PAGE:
Last summer Roche’s big R&D group at Genentech heralded a breakthrough with positive survival and disease progression data for its frontline study of its checkpoint contender Tecentriq in small cell lung cancer — with landmark results for a field that had long stymied investigators.
Today, the pharma giant spelled out its specific gains from IMpower133, setting a mark at the World Conference on Lung Cancer that others can start to shoot at.
The key metrics: Tecentriq plus chemo hit a median overall survival rate of 12.3 months, compared to 10.3 months for chemo alone — a significant 30% drop in the risk of death. The PFS hit 5.2 months versus 4.3 months with a hazard ration of a more modest 0.77. That’s not phenomenal, but it’s an improvement in a niche not known for improvements.
Now it’s time to roll it out in world markets.
“The results with this Tecentriq combination in the initial treatment of extensive-stage small cell lung cancer represent the first clinically meaningful advance in the disease in over 20 years,” said Sandra Horning, the CMO at Roche. “Our goal is to find treatment options for all types of lung cancer, and we are eager to work with global health authorities to bring this Tecentriq regimen to people living with this particularly difficult-to-treat form of lung cancer as soon as possible.”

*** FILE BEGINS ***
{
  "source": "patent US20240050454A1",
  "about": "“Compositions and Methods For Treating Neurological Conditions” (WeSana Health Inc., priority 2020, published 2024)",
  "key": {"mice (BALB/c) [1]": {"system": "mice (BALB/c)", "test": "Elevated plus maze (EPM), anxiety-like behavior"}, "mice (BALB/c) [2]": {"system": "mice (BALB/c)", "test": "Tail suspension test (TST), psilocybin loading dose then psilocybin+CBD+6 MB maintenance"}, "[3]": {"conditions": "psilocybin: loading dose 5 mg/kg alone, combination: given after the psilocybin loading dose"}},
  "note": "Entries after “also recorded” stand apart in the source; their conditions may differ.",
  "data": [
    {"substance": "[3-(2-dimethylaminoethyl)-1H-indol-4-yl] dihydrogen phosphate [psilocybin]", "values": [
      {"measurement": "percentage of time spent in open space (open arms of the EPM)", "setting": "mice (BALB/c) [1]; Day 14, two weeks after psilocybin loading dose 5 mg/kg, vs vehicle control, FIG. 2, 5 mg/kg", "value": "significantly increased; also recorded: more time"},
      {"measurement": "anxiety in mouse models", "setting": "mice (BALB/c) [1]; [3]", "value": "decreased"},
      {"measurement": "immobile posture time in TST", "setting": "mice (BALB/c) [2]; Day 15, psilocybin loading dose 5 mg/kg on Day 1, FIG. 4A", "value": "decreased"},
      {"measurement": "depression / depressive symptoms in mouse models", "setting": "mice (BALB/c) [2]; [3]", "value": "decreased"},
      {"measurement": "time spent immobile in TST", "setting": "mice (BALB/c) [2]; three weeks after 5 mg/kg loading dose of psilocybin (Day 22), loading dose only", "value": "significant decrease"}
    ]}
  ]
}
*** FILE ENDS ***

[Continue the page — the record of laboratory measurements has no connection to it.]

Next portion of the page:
The win here is crucial for Roche, which is playing catch-up with checkpoint leaders Bristol-Myers Squibb and Merck. And not all that effectively. The pharma giant needs to get out well ahead of the competition in key areas if they expect to hold on to their third-ranked position in the market, as AstraZeneca moves ahead with its advantage in one important niche of non-small cell lung cancer.
Roche has had its problems in the checkpoint field. Just days ago the FDA made the move to hold up a decision on its application for its combo using Tecentriq and Avastin plus chemo in frontline lung cancer cases. And that’s a rare delay at the go-go agency.
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